Piano Concert No. 1
Piano Concerto No. 3
Mikhail Petukhov, piano
Timophei Dokshitzer, trumpet
Bolshoi Theater Chamber Orchestra
Yuri Simonov, conductor
USSR State Symphony Orchestra
Vladimir Fedoseev, conductor
Catalog #S022590CD [ADD]
...Composed in 1933, Piano Concerto No. 1 in c minor op. 35 by Shostakovich is in a fairly conventional fast-slow-fast form while being innovative in instrumentation and expression. While the piano has the lion's share of solos, the trumpet stands alongside frequently and does a star turn in the finale. After an early performance of the Concerto in Moscow, a friend from the Moscow Conservatory could not resist asking Shostakovich, "Why does your first theme begin like Beethoven's Appassionata?" The composer quickly retorted, "That is indeed so. You see, I wrote it so that any idiot could understand it." The work is filled with amusing quotations, or at least very suspicious allusions to other people's tunes. Among those considered sure bets are Beethoven's Appassionata and Rage Over the Lost Penny, which comes during the cadenza in the concerto's final movement, Haydn's D Major Piano Sonata, the Austrian folk song Ach du lieber Augustin, and some of Shostakovich's own works including his incidental music for the Soviet film version of Hamlet. Shostakovich establishes a spirit of wit and humor in the first movement. The middle two movements are more serious. The waltz-like second movement is an extended study in lyrical dreaminess. Ultimately, the intensity builds and the tempo quickens to a dramatic climax. The third movement is a brief intermezzo featuring the soloist in two cadenzas. The finale is "a kaleidoscope of endless jokes," according to the composer's son, Maxim...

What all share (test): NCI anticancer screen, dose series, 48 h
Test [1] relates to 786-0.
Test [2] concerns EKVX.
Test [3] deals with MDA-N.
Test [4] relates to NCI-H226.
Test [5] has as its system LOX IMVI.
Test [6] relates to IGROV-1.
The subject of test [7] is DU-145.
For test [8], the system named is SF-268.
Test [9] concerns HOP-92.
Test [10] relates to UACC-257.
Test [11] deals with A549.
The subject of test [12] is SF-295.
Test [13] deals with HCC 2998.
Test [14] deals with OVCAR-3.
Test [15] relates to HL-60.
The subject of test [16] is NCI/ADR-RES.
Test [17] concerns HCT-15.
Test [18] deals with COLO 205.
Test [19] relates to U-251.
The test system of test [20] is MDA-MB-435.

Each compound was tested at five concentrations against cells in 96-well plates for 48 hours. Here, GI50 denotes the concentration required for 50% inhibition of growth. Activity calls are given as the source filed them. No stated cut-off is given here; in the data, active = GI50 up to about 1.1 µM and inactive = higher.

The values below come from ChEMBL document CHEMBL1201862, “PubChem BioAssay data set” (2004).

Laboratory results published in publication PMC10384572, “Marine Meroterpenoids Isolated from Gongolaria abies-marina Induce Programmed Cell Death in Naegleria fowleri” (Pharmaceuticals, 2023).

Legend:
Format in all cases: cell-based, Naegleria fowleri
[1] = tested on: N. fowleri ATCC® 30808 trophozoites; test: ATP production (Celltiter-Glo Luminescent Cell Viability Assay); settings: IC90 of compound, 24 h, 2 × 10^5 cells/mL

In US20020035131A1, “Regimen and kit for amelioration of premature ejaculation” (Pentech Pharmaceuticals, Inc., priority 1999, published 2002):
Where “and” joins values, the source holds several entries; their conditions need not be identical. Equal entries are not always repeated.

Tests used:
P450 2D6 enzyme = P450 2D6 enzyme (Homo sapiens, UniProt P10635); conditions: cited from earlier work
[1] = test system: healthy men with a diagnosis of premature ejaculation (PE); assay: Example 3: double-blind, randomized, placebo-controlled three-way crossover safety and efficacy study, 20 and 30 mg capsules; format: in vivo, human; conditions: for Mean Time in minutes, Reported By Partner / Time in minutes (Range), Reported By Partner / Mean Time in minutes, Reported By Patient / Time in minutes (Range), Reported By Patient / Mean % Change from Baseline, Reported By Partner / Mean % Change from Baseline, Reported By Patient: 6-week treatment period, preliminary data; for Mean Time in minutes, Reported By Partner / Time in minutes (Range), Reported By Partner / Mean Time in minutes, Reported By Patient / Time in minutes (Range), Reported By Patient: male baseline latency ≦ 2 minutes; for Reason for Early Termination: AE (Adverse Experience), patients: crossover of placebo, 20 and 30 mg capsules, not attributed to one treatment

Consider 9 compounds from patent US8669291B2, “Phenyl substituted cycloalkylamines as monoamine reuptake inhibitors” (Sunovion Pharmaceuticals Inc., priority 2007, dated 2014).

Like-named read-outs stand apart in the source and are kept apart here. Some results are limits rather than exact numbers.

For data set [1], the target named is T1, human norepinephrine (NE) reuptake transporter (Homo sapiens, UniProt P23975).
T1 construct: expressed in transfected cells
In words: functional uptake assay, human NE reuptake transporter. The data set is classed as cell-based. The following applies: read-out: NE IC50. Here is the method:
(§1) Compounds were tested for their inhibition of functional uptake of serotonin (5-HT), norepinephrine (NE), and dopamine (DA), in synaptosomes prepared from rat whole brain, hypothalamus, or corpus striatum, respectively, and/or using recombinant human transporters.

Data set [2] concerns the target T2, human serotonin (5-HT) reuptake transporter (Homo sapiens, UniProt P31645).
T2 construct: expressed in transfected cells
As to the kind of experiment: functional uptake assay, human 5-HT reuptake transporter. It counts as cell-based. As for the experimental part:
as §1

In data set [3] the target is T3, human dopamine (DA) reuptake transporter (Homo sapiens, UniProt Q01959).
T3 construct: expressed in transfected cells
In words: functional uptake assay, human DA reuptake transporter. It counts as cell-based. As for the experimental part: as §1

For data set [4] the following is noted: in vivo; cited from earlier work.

...Prokofiev completed his Third Piano Concerto during the summer of 1921 while staying at St. Brèvin-les-Pins, a small village on the Atlantic coast of Brittany in France. The composition of this Concerto was not a sudden inspiration for Prokofiev. By 1913, he later recalled in his memoirs, "I had composed a theme for variations, which I kept for a long time for subsequent use. In 1916-1917, I had tried several times to return to the Third Concerto. I wrote a beginning for it (two themes) and two variations on the theme for the second movement. Thus, when I began [in 1921] working on the Third Concerto, I already had the entire thematic material with the exception of the subordinate theme of the first movement and the third theme of the finale."
Prokofiev completed the Third Concerto in time to take it on his 1921 American tour, which also included the world premiere, in Chicago, of his opera The Love for Three Oranges. Prokofiev was the soloist at the premiere of the Concerto, which was given on December 16, 1921 at a concert of the Chicago Symphony with Frederick Stock conducting...
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